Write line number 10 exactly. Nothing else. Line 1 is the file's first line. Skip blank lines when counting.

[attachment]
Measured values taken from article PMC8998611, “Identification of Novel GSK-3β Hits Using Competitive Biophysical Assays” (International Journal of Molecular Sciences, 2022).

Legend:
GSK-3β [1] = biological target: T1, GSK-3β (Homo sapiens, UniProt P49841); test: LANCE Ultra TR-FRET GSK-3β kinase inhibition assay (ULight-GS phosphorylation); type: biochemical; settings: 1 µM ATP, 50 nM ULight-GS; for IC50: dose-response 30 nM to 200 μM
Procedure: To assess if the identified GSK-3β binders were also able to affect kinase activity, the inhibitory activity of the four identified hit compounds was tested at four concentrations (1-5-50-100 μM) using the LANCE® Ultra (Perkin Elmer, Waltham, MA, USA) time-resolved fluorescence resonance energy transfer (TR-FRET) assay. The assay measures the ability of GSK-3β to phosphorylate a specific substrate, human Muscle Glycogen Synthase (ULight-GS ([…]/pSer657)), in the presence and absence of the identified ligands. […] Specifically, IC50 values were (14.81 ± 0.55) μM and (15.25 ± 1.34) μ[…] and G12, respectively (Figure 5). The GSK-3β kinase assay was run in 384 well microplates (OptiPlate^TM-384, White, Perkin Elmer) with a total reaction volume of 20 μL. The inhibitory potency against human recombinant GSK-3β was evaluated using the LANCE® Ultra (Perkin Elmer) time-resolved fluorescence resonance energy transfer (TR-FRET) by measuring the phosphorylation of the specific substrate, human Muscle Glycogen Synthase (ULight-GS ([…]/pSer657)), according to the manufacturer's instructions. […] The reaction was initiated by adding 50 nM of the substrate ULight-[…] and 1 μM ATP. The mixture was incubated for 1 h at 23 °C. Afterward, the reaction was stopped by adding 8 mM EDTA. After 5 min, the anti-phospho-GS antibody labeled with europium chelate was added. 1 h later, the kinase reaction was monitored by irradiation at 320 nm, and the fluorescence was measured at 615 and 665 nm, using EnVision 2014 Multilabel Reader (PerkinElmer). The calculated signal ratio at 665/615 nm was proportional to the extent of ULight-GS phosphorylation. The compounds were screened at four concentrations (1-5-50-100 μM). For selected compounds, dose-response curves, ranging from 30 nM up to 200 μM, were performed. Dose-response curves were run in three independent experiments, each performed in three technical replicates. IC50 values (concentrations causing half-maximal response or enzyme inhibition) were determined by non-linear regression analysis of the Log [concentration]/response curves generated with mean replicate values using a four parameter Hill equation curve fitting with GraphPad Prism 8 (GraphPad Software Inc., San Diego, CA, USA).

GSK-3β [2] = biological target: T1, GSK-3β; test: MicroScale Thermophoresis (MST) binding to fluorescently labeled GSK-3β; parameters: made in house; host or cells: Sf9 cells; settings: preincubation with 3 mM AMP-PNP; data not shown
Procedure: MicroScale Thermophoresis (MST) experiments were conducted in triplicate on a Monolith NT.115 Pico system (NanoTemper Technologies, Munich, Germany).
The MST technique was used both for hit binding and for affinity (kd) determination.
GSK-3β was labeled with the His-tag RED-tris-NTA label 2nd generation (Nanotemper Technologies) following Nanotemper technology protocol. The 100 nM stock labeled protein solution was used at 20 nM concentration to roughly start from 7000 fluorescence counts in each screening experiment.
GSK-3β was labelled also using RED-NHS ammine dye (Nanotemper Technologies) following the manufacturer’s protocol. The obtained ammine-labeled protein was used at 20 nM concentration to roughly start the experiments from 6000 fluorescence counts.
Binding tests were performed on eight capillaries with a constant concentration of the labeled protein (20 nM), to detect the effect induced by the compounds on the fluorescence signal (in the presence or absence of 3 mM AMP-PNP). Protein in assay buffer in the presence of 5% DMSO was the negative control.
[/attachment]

Binding tests were performed on eight capillaries with a constant concentration of the labeled protein (20 nM), to detect the effect induced by the compounds on the fluorescence signal (in the presence or absence of 3 mM AMP-PNP). Protein in assay buffer in the presence of 5% DMSO was the negative control.